BWW Review: FAC's Dream of a WHITE CHRISTMAS

BWW Review: FAC's Dream of a WHITE CHRISTMAS

Christmas is tailor-made for nostalgia--all those ornaments passed down through the years, all those familiar songs and television specials--and it doesn't get more nostalgic than White Christmas, a show that calls up memories not only of the timeless Irving Berlin song and the 1954 film built around it but of old-fashioned musicals in general, down to the "let's put on a show in the old barn" angle. The production now playing at the Fine Arts Center embraces that nostalgia from the first sing-along of the title standard, and the holiday crowd was quite content to be carried along with the sentiment.

As is often the case in classic musical comedy, the story of the dual romances between song-and-dance team Bob Wallace (Matt Gibson) and Phil Davis (Zachary Seliquini Guzman) and sister act Betty (Mackenzie Sherburne) and Judy (Alannah Vaughn) is a thin one, with the usual assortment of contrivances and misunderstandings, but it's buoyed up by the delightful score drawn from the Irving Berlin catalog and the stellar production. The star of the evening is Mary Ripper Baker's choreography; to paraphrase one of the songs (danced beautifully by Guzman and Vaughn) the best things in White Christmas happen while it's dancing. The ensemble brings a jolt every time they come onstage, particularly in the closing of the first act (a delightfully jazzy "Blue Skies") and the opening of the second (the tap-happy "I Love a Piano"). So delightful are the production numbers that the downtime between them feels a bit slow, but the cast manages to keep things humming.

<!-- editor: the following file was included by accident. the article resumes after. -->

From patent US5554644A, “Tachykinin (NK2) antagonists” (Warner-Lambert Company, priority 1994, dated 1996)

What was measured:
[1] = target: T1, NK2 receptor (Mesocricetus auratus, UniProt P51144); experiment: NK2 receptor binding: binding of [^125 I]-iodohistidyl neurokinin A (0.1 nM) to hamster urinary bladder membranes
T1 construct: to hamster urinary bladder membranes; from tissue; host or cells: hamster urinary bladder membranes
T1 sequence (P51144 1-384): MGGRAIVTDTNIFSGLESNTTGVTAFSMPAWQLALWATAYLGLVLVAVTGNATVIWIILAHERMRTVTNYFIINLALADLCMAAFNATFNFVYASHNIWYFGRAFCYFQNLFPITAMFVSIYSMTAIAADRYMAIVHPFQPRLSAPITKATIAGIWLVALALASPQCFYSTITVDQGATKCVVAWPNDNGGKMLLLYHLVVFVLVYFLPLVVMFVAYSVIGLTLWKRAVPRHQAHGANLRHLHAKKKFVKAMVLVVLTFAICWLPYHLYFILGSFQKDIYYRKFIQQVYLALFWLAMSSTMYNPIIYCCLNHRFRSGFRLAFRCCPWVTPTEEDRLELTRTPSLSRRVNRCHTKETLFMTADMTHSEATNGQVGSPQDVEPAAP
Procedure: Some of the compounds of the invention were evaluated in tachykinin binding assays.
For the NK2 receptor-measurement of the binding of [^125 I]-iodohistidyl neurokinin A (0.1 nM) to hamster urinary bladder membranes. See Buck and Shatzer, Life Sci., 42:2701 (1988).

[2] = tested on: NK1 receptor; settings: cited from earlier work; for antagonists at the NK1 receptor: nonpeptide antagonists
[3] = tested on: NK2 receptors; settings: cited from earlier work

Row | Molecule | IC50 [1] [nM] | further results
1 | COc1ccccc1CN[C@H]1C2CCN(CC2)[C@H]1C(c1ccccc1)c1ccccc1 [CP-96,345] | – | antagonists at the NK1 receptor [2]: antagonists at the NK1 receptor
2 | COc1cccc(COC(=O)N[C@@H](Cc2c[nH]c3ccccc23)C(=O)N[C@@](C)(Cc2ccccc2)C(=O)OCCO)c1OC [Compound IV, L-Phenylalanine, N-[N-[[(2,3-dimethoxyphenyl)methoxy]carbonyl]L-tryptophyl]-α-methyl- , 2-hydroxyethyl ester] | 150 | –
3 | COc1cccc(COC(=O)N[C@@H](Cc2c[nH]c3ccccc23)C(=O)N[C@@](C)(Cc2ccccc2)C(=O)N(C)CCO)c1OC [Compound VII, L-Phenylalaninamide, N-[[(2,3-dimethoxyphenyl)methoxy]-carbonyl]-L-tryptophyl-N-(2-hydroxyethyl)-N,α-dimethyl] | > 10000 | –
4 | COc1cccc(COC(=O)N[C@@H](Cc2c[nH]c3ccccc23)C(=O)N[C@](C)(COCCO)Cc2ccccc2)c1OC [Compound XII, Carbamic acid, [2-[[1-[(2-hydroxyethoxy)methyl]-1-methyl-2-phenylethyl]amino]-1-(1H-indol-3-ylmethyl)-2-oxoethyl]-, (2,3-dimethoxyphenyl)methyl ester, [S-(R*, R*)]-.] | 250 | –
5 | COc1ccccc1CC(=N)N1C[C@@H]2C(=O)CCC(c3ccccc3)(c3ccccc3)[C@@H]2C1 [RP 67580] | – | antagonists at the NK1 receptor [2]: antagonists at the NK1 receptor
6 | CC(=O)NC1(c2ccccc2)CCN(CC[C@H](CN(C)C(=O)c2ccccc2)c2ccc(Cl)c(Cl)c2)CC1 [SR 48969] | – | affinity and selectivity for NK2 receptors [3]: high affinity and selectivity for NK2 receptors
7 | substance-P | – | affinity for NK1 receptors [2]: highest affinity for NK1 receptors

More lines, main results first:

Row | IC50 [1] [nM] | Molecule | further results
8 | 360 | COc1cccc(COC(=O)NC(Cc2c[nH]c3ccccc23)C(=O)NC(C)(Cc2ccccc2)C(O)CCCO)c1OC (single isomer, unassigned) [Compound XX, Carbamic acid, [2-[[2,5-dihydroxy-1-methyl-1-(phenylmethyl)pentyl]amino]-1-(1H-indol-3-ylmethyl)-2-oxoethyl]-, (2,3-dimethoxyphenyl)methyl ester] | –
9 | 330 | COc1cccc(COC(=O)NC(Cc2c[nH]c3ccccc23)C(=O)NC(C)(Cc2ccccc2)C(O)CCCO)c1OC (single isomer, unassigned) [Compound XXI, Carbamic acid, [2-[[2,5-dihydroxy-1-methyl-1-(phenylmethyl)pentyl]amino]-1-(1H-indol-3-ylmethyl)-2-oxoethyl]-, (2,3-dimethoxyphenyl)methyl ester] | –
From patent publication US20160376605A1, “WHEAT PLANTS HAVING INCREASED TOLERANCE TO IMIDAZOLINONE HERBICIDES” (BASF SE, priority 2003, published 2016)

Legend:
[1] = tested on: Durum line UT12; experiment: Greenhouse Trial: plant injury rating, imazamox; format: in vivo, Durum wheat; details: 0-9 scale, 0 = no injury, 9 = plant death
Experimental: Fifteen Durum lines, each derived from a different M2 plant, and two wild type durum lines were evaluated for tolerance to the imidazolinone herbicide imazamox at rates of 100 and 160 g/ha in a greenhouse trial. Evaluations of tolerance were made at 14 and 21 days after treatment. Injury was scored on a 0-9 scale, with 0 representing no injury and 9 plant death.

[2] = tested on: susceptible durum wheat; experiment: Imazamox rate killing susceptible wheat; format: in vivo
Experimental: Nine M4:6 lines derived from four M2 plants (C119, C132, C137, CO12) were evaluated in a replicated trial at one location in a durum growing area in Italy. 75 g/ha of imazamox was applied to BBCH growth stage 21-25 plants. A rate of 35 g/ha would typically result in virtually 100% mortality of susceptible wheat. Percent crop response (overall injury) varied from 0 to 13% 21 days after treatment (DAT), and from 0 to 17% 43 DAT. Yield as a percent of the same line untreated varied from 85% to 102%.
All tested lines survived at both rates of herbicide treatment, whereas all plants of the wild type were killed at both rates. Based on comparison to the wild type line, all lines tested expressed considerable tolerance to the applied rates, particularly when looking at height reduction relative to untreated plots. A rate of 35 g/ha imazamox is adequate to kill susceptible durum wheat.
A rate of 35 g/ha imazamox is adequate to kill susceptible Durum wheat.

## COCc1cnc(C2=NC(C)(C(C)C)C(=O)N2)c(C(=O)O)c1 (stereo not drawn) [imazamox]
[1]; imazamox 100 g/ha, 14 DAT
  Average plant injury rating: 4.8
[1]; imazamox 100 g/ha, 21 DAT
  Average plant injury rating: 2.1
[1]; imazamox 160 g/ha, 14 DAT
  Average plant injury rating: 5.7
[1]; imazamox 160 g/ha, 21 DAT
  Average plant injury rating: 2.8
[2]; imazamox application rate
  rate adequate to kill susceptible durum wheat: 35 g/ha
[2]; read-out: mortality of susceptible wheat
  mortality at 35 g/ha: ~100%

The four leads are solid musically and dramticaly--particularly Gibson's classy, honey-smooth voice, so well-suited to Berlin's standards--but the biggest joys of the evening emerge from the supporting cast. Jen Lennon nabs some big laughs as the brassy, ex-performer concierge at the Vermont inn owned by Bob and Phil's former general (Mark Rubald, a tough but lovable old bird), as does Ella Levy (alternating performances with Lena Olson) as the general's precocious granddaughter. Mike Miller scores a brief but memorable turn as Ezekiel Foster, an unhurried jack-of-all-trades that has elevated New England laconicism to a fine art.

Glittery and cozy by turns, White Christmas is a fine, familiar show that continues the FAC's string of excellent holiday productions. WHITE CHRISTMAS plays now through January 3rd at the Fine Arts Center, Thursdays through Saturdays at 7:30 (except December 24th, at 12pm), with additional performances December 22nd, 23rd, and 27th at 7:30, and Saturday and Sunday matinees at 2pm. There is no performance on Christmas Day. For tickets, contact the box office at 719-634-5581 or visit csfineartscenter.org.

PHOTO CREDIT: Jeff Kearney

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